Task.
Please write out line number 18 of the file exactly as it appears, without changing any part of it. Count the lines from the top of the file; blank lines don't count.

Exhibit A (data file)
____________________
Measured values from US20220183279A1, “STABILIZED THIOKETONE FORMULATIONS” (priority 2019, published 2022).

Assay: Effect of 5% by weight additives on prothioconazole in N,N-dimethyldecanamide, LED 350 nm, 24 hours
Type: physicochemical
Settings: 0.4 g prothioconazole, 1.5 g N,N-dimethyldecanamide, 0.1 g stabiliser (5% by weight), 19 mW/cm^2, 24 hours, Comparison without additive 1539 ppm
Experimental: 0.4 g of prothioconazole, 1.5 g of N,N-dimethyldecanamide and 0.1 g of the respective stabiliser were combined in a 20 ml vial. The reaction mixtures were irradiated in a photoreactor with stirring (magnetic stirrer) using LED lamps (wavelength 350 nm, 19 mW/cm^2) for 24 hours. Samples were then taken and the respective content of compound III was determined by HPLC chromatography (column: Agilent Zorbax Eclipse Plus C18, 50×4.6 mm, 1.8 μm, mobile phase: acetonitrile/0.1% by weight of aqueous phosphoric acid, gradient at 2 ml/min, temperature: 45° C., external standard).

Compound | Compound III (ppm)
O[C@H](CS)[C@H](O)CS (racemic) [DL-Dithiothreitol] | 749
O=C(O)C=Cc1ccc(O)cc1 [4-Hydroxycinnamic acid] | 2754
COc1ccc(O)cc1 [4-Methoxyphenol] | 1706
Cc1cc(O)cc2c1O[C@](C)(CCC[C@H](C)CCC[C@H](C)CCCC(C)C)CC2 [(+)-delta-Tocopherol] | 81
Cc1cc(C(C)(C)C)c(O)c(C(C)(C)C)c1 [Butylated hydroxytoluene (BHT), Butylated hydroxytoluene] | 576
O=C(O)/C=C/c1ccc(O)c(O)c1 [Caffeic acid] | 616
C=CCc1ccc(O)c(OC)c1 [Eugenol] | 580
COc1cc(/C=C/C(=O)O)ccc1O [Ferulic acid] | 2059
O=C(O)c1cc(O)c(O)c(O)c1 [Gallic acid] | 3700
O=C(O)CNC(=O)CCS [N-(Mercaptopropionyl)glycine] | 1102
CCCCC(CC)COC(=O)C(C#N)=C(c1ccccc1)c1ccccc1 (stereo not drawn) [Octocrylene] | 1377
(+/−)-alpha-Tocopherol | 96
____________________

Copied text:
(+/−)-alpha-Tocopherol | 96